When asked about Brother Malcolm X, I always praise him as a Master Teacher who taught me and many others the importance of reading, learning from and acting on our history. By doing so, we can more effectively promote and protect our economic, cultural and political rights in the United States and the world. One thing I did because of Brother Malcolm’s guidance has been to collect important quotes that provide sound guidance from serious Black folks including journalist/historian Lerone Bennett, Jr., academician Mary McLeod Bethune, business executive Earl B. Dickerson, psychologist Frances Cress Welsing and historian Carter G. Woodson.
Brother Bennett stated, “Given the way we were forced to live in this society, the miracle is not that so many Black families are broken, but so many are still together. That so many Black fathers are still at home. That so many Black mothers are still raising good children. It is the incredible toughness and resilience in (Black) people that give me hope.”
Sister Bethune wrote in her last will and testament that “I leave you (Black people) the challenge of developing confidence in one another. This kind of confidence will aid the economic rise of the race by bringing together the pennies and dollars of our people and ploughing them into useful channels.”
Brother Dickerson stated that “As more and more Blacks move into the middle class, they owe a responsibility to the Black community. If Blacks go into the white community to get the know-how and then stay there, they are only pushing further away from the possibilities of Blacks ever becoming economically self-sufficient.”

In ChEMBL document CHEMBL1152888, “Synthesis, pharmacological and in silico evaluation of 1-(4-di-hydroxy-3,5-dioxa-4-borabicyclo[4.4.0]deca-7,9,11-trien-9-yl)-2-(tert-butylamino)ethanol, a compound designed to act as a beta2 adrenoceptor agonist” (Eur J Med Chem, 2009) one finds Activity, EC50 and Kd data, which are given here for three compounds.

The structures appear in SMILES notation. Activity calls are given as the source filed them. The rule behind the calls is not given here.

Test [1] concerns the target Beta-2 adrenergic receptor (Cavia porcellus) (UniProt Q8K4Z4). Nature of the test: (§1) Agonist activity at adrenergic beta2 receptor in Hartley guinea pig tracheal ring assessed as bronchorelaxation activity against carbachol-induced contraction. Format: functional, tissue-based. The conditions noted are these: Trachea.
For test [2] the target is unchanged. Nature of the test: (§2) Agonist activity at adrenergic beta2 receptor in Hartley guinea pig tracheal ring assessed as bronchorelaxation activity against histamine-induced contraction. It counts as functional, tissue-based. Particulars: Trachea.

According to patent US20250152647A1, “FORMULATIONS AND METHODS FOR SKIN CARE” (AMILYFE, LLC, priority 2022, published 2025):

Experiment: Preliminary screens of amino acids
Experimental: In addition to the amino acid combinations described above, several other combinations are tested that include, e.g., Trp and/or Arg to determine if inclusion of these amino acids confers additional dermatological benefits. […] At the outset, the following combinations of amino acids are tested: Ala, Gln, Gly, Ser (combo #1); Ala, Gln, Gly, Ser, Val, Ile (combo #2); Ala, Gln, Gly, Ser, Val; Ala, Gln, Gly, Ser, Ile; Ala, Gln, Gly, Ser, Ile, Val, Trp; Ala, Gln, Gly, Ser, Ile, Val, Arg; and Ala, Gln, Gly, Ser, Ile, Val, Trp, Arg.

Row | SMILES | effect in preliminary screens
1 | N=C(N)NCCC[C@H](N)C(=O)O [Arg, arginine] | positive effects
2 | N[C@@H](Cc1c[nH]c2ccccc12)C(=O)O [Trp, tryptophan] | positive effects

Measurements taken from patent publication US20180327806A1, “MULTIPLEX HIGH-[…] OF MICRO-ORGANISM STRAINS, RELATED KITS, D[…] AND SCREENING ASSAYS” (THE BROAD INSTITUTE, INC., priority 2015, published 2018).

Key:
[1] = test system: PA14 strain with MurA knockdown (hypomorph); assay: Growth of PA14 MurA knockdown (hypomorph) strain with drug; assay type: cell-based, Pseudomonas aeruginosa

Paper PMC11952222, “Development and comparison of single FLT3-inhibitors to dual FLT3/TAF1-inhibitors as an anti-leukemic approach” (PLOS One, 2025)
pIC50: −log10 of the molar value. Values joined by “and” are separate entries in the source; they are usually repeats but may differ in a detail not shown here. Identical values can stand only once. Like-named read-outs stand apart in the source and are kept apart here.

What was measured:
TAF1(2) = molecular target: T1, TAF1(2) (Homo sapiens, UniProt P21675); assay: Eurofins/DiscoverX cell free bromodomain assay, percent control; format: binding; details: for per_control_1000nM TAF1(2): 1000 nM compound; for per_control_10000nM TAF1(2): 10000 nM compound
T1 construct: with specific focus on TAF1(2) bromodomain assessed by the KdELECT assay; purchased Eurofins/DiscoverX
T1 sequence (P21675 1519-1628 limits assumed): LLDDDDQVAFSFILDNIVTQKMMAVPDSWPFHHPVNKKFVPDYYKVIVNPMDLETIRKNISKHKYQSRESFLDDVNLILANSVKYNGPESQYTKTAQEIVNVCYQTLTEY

Sister Welsing noted that “Black children are our most valuable possession and our greatest potential resource. Any meaningful discussion of the future of Black people must be predicated upon Black people’s plans for the maximum development of all Black children….If the children of a people are not fully developed at whatever cost and sacrifice, the people will have consigned themselves to certain death.”
Brother Woodson warned us in 1926 that “In the schools of business administration negroes are trained exclusively in the psychology and economics of Wall Street, therefore made to despise the opportunities to run ice wagons, push banana carts and sell peanuts among their own people. Foreigners who have not studied economics, but have studied negroes take up this business and grow rich.”
The advice and guidance provided by these master teachers and others have just as much relevance in 2023 as it did when given. If we don’t follow their advice and guidance as a group of people we will never be in a position to effectively promote and protect the rights of people of African descent in this country and the world.